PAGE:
Sutter National Wildlife Refuge has one of the most intensive marsh management programs in California's wildlife refuge system. It provides winter habitat for more than 200,000 ducks and 100,000 geese, as well as herons and many other birds. It has the largest colonies of white-faced ibis in the Central Valley. The waterfowl population peaks in February and March.
The refuge is divided into 20 units and is bisected by Hughes Road. Recreation activities include wildlife observation and photography from Hughes Road. Hunting of ducks, geese, coots, snipe, and pheasants is permitted October through January on Saturdays, Sundays, and Wednesdays.
About 60% of the waterfowl population in the Pacific Flyway and 20% of the waterfowl population in North America spend the winter in California's Central Valley.1 Because 95% of Central Valley wetlands have been drained or filled in over the past 100 years,2 native waterfowl have become increasingly dependent upon refuges such as this one.
The Sutter National Wildlife Refuge is part of the Sacramento National Wildlife Refuge Complex, which also includes the Butte Sink National Wildlife Refuge, Colusa National Wildlife Refuge, Delevan National Wildlife Refuge, Sacramento National Wildlife Refuge, and Sacramento River National Wildlife Refuge.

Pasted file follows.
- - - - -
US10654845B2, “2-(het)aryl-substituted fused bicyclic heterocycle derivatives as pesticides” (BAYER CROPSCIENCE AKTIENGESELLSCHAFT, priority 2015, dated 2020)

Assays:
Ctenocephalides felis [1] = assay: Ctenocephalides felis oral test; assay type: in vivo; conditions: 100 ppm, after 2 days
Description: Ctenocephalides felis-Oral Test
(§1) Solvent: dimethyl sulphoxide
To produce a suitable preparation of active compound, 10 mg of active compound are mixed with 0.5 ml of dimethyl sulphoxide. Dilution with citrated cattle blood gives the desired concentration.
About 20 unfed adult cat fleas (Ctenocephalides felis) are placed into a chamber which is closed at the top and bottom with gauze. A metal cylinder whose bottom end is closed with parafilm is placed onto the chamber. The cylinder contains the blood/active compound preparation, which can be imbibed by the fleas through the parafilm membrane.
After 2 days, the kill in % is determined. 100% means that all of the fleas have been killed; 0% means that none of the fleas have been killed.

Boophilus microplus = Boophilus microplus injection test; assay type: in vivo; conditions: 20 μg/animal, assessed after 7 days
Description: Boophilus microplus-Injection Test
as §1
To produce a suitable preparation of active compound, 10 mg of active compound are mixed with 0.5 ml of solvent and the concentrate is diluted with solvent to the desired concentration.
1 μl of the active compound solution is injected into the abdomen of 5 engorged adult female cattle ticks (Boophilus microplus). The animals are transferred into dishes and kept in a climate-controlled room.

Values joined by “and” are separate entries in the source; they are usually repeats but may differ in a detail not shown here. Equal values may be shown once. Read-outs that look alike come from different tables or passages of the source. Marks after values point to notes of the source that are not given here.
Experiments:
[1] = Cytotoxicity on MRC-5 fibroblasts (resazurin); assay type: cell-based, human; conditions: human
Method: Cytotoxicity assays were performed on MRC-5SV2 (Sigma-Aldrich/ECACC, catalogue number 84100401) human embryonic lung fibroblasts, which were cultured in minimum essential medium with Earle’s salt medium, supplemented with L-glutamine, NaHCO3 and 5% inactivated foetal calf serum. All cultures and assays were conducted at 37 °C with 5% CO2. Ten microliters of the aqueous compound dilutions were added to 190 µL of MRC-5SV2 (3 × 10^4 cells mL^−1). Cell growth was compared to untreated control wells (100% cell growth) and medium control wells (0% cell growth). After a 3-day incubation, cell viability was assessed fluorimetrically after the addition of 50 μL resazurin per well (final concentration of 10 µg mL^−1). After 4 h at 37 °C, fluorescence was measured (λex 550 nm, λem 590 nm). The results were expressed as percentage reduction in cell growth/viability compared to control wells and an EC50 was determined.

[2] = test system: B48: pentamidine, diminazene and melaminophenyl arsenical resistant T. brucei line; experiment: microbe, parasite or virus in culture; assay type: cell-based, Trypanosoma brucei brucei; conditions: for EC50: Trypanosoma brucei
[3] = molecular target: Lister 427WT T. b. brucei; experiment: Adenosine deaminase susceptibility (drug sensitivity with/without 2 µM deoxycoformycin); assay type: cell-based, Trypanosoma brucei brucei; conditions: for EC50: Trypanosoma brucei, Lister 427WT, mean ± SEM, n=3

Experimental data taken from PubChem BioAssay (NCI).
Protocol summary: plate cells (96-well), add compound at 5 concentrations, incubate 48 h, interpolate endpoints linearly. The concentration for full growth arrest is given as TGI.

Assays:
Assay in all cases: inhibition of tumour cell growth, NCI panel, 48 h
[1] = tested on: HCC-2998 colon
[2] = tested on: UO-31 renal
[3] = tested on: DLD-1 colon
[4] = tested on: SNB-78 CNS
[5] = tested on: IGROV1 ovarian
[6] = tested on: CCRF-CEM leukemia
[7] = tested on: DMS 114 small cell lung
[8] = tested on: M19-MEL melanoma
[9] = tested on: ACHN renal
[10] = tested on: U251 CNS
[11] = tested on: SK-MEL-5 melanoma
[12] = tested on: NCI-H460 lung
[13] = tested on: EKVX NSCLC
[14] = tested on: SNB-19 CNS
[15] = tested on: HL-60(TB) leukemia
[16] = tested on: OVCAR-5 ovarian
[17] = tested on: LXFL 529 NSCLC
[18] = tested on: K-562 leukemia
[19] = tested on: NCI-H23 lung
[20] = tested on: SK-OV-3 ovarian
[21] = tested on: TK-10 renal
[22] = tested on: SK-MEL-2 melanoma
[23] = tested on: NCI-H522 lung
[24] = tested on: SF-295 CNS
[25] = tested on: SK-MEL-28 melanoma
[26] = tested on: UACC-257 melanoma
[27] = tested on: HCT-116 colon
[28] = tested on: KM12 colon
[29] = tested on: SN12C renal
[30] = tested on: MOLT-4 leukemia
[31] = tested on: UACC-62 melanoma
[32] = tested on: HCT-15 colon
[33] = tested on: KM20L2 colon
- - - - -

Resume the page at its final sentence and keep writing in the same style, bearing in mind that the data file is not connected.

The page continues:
- The Sutter Bypass contains over 80% of the refuge.
- The Tisdale Bypass flows into the refuge from the west.
- The Wadsworth Canal approximates the northern border of the refuge.
- The Gilsizer Slough approximates the southern border of the refuge.
Sacramento National Wildlife Refuge Complex Sacramento National Wildlife Refuge Complex: Sutter National Wildlife Refuge California Department of Fish and Game: Sutter Bypass Wildlife Area Bird Checklists of the United States: Sacramento National Wildlife Refuge Complex Wildernet.com: Sutter National Wildlife Refuge LASR.net: Sutter National Wildlife Refuge